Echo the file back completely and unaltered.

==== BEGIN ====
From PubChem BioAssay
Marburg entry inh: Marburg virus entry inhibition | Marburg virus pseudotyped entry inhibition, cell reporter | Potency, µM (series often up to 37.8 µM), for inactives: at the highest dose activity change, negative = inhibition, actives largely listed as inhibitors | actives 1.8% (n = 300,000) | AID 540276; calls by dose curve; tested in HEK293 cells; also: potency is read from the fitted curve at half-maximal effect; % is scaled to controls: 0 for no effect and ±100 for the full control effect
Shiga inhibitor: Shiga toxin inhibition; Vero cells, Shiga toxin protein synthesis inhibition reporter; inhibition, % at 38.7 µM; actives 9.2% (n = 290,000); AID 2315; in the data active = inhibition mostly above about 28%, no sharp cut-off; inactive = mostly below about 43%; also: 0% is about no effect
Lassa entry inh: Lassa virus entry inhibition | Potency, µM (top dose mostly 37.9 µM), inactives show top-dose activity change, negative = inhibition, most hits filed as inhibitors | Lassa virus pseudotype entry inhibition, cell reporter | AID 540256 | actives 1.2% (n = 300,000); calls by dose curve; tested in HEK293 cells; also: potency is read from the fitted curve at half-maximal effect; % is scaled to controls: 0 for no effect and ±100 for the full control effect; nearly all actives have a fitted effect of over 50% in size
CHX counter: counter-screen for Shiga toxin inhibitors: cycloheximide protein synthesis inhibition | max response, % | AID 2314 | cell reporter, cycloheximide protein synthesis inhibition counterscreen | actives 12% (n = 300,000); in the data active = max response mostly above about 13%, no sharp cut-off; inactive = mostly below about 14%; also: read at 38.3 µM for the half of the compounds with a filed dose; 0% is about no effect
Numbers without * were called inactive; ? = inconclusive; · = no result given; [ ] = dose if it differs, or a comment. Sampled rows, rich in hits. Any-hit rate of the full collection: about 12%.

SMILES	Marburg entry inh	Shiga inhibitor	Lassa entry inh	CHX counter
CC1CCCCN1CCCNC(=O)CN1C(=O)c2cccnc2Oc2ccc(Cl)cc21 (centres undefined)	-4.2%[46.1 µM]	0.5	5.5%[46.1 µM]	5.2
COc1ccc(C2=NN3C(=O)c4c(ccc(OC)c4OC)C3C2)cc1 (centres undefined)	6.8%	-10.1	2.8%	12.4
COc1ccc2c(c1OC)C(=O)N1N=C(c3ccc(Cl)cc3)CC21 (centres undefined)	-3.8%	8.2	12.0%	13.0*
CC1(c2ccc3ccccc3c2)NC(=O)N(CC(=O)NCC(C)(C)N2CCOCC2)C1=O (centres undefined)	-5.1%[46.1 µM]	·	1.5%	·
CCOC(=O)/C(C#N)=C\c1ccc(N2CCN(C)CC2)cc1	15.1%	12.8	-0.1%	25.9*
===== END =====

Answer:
From PubChem BioAssay
Marburg entry inh: Marburg virus entry inhibition | Marburg virus pseudotyped entry inhibition, cell reporter | Potency, µM (series often up to 37.8 µM), for inactives: at the highest dose activity change, negative = inhibition, actives largely listed as inhibitors | actives 1.8% (n = 300,000) | AID 540276; calls by dose curve; tested in HEK293 cells; also: potency is read from the fitted curve at half-maximal effect; % is scaled to controls: 0 for no effect and ±100 for the full control effect
Shiga inhibitor: Shiga toxin inhibition; Vero cells, Shiga toxin protein synthesis inhibition reporter; inhibition, % at 38.7 µM; actives 9.2% (n = 290,000); AID 2315; in the data active = inhibition mostly above about 28%, no sharp cut-off; inactive = mostly below about 43%; also: 0% is about no effect
Lassa entry inh: Lassa virus entry inhibition | Potency, µM (top dose mostly 37.9 µM), inactives show top-dose activity change, negative = inhibition, most hits filed as inhibitors | Lassa virus pseudotype entry inhibition, cell reporter | AID 540256 | actives 1.2% (n = 300,000); calls by dose curve; tested in HEK293 cells; also: potency is read from the fitted curve at half-maximal effect; % is scaled to controls: 0 for no effect and ±100 for the full control effect; nearly all actives have a fitted effect of over 50% in size
CHX counter: counter-screen for Shiga toxin inhibitors: cycloheximide protein synthesis inhibition | max response, % | AID 2314 | cell reporter, cycloheximide protein synthesis inhibition counterscreen | actives 12% (n = 300,000); in the data active = max response mostly above about 13%, no sharp cut-off; inactive = mostly below about 14%; also: read at 38.3 µM for the half of the compounds with a filed dose; 0% is about no effect
Numbers without * were called inactive; ? = inconclusive; · = no result given; [ ] = dose if it differs, or a comment. Sampled rows, rich in hits. Any-hit rate of the full collection: about 12%.

SMILES	Marburg entry inh	Shiga inhibitor	Lassa entry inh	CHX counter
CC1CCCCN1CCCNC(=O)CN1C(=O)c2cccnc2Oc2ccc(Cl)cc21 (centres undefined)	-4.2%[46.1 µM]	0.5	5.5%[46.1 µM]	5.2
COc1ccc(C2=NN3C(=O)c4c(ccc(OC)c4OC)C3C2)cc1 (centres undefined)	6.8%	-10.1	2.8%	12.4
COc1ccc2c(c1OC)C(=O)N1N=C(c3ccc(Cl)cc3)CC21 (centres undefined)	-3.8%	8.2	12.0%	13.0*
CC1(c2ccc3ccccc3c2)NC(=O)N(CC(=O)NCC(C)(C)N2CCOCC2)C1=O (centres undefined)	-5.1%[46.1 µM]	·	1.5%	·
CCOC(=O)/C(C#N)=C\c1ccc(N2CCN(C)CC2)cc1	15.1%	12.8	-0.1%	25.9*